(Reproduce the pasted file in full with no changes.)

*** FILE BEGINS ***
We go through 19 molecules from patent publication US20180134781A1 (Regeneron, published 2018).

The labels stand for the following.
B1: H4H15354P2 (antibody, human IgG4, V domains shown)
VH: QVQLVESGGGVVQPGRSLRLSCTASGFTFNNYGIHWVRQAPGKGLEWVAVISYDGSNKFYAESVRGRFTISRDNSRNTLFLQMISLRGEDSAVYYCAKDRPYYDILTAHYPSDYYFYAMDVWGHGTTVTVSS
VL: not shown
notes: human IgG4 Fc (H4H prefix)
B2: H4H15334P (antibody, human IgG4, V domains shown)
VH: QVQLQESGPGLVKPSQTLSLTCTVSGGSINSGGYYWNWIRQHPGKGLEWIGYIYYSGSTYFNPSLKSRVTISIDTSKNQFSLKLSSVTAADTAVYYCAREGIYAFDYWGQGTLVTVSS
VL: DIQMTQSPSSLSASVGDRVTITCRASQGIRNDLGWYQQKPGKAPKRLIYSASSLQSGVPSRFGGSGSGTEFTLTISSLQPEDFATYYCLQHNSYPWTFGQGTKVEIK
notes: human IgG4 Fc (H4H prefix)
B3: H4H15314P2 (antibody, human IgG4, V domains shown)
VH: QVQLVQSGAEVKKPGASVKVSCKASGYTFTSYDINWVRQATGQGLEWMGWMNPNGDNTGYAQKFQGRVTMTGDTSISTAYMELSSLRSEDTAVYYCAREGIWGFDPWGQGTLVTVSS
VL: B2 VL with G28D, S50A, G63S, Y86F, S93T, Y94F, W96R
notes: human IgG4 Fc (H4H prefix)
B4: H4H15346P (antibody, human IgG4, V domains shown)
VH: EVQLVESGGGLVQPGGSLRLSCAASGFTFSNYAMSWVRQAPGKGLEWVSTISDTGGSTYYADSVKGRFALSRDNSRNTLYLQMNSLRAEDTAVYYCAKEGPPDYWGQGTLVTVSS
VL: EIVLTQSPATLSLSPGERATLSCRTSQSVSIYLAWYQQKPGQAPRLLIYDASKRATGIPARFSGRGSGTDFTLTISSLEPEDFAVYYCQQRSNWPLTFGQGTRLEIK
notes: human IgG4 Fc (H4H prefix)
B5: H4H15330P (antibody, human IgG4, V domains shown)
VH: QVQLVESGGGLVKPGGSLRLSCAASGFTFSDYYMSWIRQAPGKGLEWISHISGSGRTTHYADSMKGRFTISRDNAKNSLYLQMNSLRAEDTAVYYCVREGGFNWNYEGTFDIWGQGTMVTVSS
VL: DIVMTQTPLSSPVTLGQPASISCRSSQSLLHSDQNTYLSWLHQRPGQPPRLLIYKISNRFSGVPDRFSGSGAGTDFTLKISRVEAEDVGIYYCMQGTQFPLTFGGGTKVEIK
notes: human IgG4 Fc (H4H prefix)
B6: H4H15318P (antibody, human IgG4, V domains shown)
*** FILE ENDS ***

We go through 19 molecules from patent publication US20180134781A1 (Regeneron, published 2018).

The labels stand for the following.
B1: H4H15354P2 (antibody, human IgG4, V domains shown)
VH: QVQLVESGGGVVQPGRSLRLSCTASGFTFNNYGIHWVRQAPGKGLEWVAVISYDGSNKFYAESVRGRFTISRDNSRNTLFLQMISLRGEDSAVYYCAKDRPYYDILTAHYPSDYYFYAMDVWGHGTTVTVSS
VL: not shown
notes: human IgG4 Fc (H4H prefix)
B2: H4H15334P (antibody, human IgG4, V domains shown)
VH: QVQLQESGPGLVKPSQTLSLTCTVSGGSINSGGYYWNWIRQHPGKGLEWIGYIYYSGSTYFNPSLKSRVTISIDTSKNQFSLKLSSVTAADTAVYYCAREGIYAFDYWGQGTLVTVSS
VL: DIQMTQSPSSLSASVGDRVTITCRASQGIRNDLGWYQQKPGKAPKRLIYSASSLQSGVPSRFGGSGSGTEFTLTISSLQPEDFATYYCLQHNSYPWTFGQGTKVEIK
notes: human IgG4 Fc (H4H prefix)
B3: H4H15314P2 (antibody, human IgG4, V domains shown)
VH: QVQLVQSGAEVKKPGASVKVSCKASGYTFTSYDINWVRQATGQGLEWMGWMNPNGDNTGYAQKFQGRVTMTGDTSISTAYMELSSLRSEDTAVYYCAREGIWGFDPWGQGTLVTVSS
VL: B2 VL with G28D, S50A, G63S, Y86F, S93T, Y94F, W96R
notes: human IgG4 Fc (H4H prefix)
B4: H4H15346P (antibody, human IgG4, V domains shown)
VH: EVQLVESGGGLVQPGGSLRLSCAASGFTFSNYAMSWVRQAPGKGLEWVSTISDTGGSTYYADSVKGRFALSRDNSRNTLYLQMNSLRAEDTAVYYCAKEGPPDYWGQGTLVTVSS
VL: EIVLTQSPATLSLSPGERATLSCRTSQSVSIYLAWYQQKPGQAPRLLIYDASKRATGIPARFSGRGSGTDFTLTISSLEPEDFAVYYCQQRSNWPLTFGQGTRLEIK
notes: human IgG4 Fc (H4H prefix)
B5: H4H15330P (antibody, human IgG4, V domains shown)
VH: QVQLVESGGGLVKPGGSLRLSCAASGFTFSDYYMSWIRQAPGKGLEWISHISGSGRTTHYADSMKGRFTISRDNAKNSLYLQMNSLRAEDTAVYYCVREGGFNWNYEGTFDIWGQGTMVTVSS
VL: DIVMTQTPLSSPVTLGQPASISCRSSQSLLHSDQNTYLSWLHQRPGQPPRLLIYKISNRFSGVPDRFSGSGAGTDFTLKISRVEAEDVGIYYCMQGTQFPLTFGGGTKVEIK
notes: human IgG4 Fc (H4H prefix)
B6: H4H15318P (antibody, human IgG4, V domains shown)